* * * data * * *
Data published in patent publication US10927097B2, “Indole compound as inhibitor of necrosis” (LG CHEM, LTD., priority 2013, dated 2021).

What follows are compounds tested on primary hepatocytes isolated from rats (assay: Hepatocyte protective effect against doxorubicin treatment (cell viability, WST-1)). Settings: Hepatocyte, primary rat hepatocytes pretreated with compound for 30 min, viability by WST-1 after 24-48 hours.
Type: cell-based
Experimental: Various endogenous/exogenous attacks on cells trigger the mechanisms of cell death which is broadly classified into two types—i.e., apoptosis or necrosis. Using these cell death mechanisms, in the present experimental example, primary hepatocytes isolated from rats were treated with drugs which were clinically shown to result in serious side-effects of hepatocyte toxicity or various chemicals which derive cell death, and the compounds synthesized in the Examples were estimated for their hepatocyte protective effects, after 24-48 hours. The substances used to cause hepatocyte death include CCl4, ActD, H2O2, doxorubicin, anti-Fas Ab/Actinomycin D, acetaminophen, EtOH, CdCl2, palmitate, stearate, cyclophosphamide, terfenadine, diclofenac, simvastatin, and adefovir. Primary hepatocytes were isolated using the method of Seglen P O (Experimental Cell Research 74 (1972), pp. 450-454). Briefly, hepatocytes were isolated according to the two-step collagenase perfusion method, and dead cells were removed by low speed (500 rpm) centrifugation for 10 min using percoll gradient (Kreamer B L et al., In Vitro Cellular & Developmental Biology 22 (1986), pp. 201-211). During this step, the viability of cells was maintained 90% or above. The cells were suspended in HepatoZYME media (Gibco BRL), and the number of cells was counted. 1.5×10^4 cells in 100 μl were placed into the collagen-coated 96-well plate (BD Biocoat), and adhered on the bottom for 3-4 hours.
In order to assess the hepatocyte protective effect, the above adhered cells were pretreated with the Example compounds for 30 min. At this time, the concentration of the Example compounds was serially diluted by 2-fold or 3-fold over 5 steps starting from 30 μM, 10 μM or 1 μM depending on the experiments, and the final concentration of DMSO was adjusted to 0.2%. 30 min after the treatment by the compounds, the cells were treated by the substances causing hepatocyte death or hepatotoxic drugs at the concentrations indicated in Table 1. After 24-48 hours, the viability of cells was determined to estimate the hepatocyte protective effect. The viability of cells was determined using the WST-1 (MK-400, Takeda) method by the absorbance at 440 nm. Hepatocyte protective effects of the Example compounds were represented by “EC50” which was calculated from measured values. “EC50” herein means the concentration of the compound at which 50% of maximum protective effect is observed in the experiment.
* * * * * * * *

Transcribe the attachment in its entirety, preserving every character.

Data published in patent publication US10927097B2, “Indole compound as inhibitor of necrosis” (LG CHEM, LTD., priority 2013, dated 2021).

What follows are compounds tested on primary hepatocytes isolated from rats (assay: Hepatocyte protective effect against doxorubicin treatment (cell viability, WST-1)). Settings: Hepatocyte, primary rat hepatocytes pretreated with compound for 30 min, viability by WST-1 after 24-48 hours.
Type: cell-based
Experimental: Various endogenous/exogenous attacks on cells trigger the mechanisms of cell death which is broadly classified into two types—i.e., apoptosis or necrosis. Using these cell death mechanisms, in the present experimental example, primary hepatocytes isolated from rats were treated with drugs which were clinically shown to result in serious side-effects of hepatocyte toxicity or various chemicals which derive cell death, and the compounds synthesized in the Examples were estimated for their hepatocyte protective effects, after 24-48 hours. The substances used to cause hepatocyte death include CCl4, ActD, H2O2, doxorubicin, anti-Fas Ab/Actinomycin D, acetaminophen, EtOH, CdCl2, palmitate, stearate, cyclophosphamide, terfenadine, diclofenac, simvastatin, and adefovir. Primary hepatocytes were isolated using the method of Seglen P O (Experimental Cell Research 74 (1972), pp. 450-454). Briefly, hepatocytes were isolated according to the two-step collagenase perfusion method, and dead cells were removed by low speed (500 rpm) centrifugation for 10 min using percoll gradient (Kreamer B L et al., In Vitro Cellular & Developmental Biology 22 (1986), pp. 201-211). During this step, the viability of cells was maintained 90% or above. The cells were suspended in HepatoZYME media (Gibco BRL), and the number of cells was counted. 1.5×10^4 cells in 100 μl were placed into the collagen-coated 96-well plate (BD Biocoat), and adhered on the bottom for 3-4 hours.
In order to assess the hepatocyte protective effect, the above adhered cells were pretreated with the Example compounds for 30 min. At this time, the concentration of the Example compounds was serially diluted by 2-fold or 3-fold over 5 steps starting from 30 μM, 10 μM or 1 μM depending on the experiments, and the final concentration of DMSO was adjusted to 0.2%. 30 min after the treatment by the compounds, the cells were treated by the substances causing hepatocyte death or hepatotoxic drugs at the concentrations indicated in Table 1. After 24-48 hours, the viability of cells was determined to estimate the hepatocyte protective effect. The viability of cells was determined using the WST-1 (MK-400, Takeda) method by the absorbance at 440 nm. Hepatocyte protective effects of the Example compounds were represented by “EC50” which was calculated from measured values. “EC50” herein means the concentration of the compound at which 50% of maximum protective effect is observed in the experiment.